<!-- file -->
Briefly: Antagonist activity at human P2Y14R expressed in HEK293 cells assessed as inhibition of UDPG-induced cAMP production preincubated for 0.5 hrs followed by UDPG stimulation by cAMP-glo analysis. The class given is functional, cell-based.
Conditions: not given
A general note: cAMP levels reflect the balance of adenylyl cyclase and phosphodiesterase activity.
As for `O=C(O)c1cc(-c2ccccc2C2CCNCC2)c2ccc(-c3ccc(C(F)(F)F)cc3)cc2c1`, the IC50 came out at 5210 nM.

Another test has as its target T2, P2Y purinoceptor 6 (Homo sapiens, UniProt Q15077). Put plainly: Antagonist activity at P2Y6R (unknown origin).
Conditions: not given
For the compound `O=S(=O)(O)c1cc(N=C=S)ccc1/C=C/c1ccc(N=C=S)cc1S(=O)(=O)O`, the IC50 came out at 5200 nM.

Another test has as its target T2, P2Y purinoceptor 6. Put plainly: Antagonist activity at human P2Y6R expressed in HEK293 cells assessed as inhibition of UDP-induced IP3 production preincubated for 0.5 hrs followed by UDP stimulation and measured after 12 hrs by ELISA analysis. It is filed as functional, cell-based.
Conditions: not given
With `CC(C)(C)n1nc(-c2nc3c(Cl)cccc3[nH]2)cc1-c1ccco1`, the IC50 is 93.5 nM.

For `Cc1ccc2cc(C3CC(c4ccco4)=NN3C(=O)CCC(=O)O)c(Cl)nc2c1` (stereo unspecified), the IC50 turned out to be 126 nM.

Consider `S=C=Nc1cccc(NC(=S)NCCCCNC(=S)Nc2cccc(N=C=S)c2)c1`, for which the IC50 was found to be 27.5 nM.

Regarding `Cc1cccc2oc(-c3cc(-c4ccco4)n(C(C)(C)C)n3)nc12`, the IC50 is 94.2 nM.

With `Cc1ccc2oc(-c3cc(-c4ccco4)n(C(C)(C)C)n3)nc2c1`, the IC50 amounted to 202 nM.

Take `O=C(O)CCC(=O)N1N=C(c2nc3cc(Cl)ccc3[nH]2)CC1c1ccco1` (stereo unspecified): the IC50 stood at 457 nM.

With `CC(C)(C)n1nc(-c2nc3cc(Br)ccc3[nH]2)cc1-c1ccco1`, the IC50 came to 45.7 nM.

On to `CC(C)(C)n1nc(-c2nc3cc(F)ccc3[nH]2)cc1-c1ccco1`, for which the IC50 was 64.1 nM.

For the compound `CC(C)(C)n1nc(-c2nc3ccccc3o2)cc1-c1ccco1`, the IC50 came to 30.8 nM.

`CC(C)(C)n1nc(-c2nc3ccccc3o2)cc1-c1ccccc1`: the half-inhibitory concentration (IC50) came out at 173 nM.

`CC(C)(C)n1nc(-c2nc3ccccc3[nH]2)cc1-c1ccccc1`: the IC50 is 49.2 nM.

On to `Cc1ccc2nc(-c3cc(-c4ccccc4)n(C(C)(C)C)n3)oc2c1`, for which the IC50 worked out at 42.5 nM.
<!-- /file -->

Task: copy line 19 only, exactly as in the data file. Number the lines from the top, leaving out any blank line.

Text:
`CC(C)(C)n1nc(-c2nc3ccccc3o2)cc1-c1ccccc1`: the half-inhibitory concentration (IC50) came out at 173 nM.